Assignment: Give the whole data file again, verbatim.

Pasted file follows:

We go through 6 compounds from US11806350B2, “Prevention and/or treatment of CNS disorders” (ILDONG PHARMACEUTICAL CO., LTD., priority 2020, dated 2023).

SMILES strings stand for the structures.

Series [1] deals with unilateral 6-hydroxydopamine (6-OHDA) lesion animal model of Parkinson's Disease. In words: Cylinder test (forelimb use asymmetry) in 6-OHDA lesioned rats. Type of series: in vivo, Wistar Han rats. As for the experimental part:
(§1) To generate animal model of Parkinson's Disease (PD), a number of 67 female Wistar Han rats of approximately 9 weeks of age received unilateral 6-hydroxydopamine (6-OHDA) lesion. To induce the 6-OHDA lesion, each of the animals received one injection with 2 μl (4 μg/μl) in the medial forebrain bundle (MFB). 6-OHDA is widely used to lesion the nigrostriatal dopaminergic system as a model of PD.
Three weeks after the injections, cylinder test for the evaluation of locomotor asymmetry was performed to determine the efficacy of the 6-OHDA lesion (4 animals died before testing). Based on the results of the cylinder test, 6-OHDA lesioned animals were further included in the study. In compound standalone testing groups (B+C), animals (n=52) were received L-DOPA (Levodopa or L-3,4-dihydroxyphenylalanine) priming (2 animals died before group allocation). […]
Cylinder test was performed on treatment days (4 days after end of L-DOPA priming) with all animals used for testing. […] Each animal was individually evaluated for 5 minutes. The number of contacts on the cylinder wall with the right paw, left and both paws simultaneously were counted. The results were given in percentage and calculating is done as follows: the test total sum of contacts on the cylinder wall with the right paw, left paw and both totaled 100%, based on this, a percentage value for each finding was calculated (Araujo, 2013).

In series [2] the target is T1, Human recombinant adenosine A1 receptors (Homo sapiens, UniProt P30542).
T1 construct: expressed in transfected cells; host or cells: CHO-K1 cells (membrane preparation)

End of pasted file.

We go through 6 compounds from US11806350B2, “Prevention and/or treatment of CNS disorders” (ILDONG PHARMACEUTICAL CO., LTD., priority 2020, dated 2023).

SMILES strings stand for the structures.

Series [1] deals with unilateral 6-hydroxydopamine (6-OHDA) lesion animal model of Parkinson's Disease. In words: Cylinder test (forelimb use asymmetry) in 6-OHDA lesioned rats. Type of series: in vivo, Wistar Han rats. As for the experimental part:
(§1) To generate animal model of Parkinson's Disease (PD), a number of 67 female Wistar Han rats of approximately 9 weeks of age received unilateral 6-hydroxydopamine (6-OHDA) lesion. To induce the 6-OHDA lesion, each of the animals received one injection with 2 μl (4 μg/μl) in the medial forebrain bundle (MFB). 6-OHDA is widely used to lesion the nigrostriatal dopaminergic system as a model of PD.
Three weeks after the injections, cylinder test for the evaluation of locomotor asymmetry was performed to determine the efficacy of the 6-OHDA lesion (4 animals died before testing). Based on the results of the cylinder test, 6-OHDA lesioned animals were further included in the study. In compound standalone testing groups (B+C), animals (n=52) were received L-DOPA (Levodopa or L-3,4-dihydroxyphenylalanine) priming (2 animals died before group allocation). […]
Cylinder test was performed on treatment days (4 days after end of L-DOPA priming) with all animals used for testing. […] Each animal was individually evaluated for 5 minutes. The number of contacts on the cylinder wall with the right paw, left and both paws simultaneously were counted. The results were given in percentage and calculating is done as follows: the test total sum of contacts on the cylinder wall with the right paw, left paw and both totaled 100%, based on this, a percentage value for each finding was calculated (Araujo, 2013).

In series [2] the target is T1, Human recombinant adenosine A1 receptors (Homo sapiens, UniProt P30542).
T1 construct: expressed in transfected cells; host or cells: CHO-K1 cells (membrane preparation)